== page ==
Lochia is the vaginal discharge after having given birth. It contains blood, mucus, and uterine tissues. The lochia discharge usually last for 4-6 weeks, which is otherwise known as the post-partum period. It is how your body gets rid of the lining of the uterus after birth.
The discharge will change in color and become lighter as your uterus heals and returns to its normal prepregnancy state.
It is expected for lochia to decrease gradually over each week. If this does not occur or if the bleeding increases or the discharge is foul smelling you should contact us.
During the postpartum period your body will return gradually to its pre- pregnancy state. During this period you may experience:
- Uterine contractions: also called “after pains”, they occur during the first few days after delivery leading to rapid shrinking of the uterus and helping the lochia to get expelled.
- Sore muscles or strains: this usually happens from the hard work during labor and childbirth. It should dissipate within a few days.
- Vaginal or episiotomy soreness: usually depends on the extend of the laceration or trauma to the area. Most women are able to sit down or do their day to day activities within the first week.
- Incisional pain from the cesarean section: it usually needs pain medications for the 1st post-operative week and goes away gradually over 2-4 weeks.
Good hygiene of the perineum and the incisions is necessary for good healing. Clear instructions will be give to you by us on this matter.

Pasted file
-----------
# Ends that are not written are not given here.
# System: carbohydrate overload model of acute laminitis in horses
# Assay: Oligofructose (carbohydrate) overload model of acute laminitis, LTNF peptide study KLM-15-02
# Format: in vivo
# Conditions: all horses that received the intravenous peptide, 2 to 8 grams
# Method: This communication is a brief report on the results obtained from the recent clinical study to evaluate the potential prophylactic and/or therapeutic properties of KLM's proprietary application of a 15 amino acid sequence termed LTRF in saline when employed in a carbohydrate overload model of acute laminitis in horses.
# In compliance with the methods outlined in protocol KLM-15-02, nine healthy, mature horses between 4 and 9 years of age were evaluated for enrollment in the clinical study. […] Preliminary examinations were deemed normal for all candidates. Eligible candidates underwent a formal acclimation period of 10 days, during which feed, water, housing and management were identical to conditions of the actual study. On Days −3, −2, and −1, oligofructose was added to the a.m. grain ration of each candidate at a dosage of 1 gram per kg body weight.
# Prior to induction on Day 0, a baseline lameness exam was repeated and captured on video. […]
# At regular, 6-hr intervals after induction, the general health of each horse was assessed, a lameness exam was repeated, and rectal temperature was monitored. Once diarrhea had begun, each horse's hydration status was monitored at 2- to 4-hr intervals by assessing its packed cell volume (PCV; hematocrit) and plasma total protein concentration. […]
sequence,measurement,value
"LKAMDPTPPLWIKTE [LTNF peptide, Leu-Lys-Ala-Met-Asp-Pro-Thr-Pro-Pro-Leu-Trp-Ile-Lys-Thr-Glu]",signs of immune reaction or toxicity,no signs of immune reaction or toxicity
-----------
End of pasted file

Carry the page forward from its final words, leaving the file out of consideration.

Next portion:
Most importantly this is a time when apart from the recovery of your body from childbirth, you have to cope with the increased responsibilities that come with being a new parent.
Assistance from your partner, family member and friends is always helpful.
Post-Partum Blues/ Depression
The postpartum blues is a common transient condition that affects 75-80% of mothers shortly after birth and presents with a wide variety of symptoms which generally involve periods of sadness, crying easily, insomnia, irritability and mood swings. It is considered normal and usually goes away within the first few weeks.
In the case of postpartum depression, the symptoms are more severe (such as suicidal and intrusive thoughts and inability to take care of the newborn) and usually lasts longer. It is less common, approx. 10% of the mothers will experience it and usually needs help from a specialist to get over it.
The postpartum period is a very intensive period for the new mom. A period where while she recovers from childbirth, she has to take care of her baby and adjust to her new role as a parent and deal with the changes in her relationship with her partner.
The new mother will need all the assistance she can get from her partner, family and friends. Talking to them, avoiding staying at home for days, going for a walk with the baby are all helpful practices. Also having some baby free time is very helpful for a lot of mothers.
If symptoms persists then you might need some help from a psychologist to overcome the depression. It is always good to mention these feelings to us and we will direct you.
Breastfeeding is the best way of providing young infants with the nutrients they need for a healthy growth and development and at Athens Reproduction we encourage women to breastfeed. It is a customized diet for your baby, which apart from all the nutrients, provides antibodies to the baby that will protect it against viral and bacterial infections.
Breastfeeding also builds an emotional bonding between the mother and the baby.
Don’t expect your baby to start feeding properly immediately. Initially the breast produces only a few ml of concentrated milk (colostrum). The milk production usually starts on the 3rd day postpartum. Also the newborn has to learn how to perform efficient suckling movements.
Virtually all mothers can breastfeed if they really want to, have the right support from family, the health system and are well informed.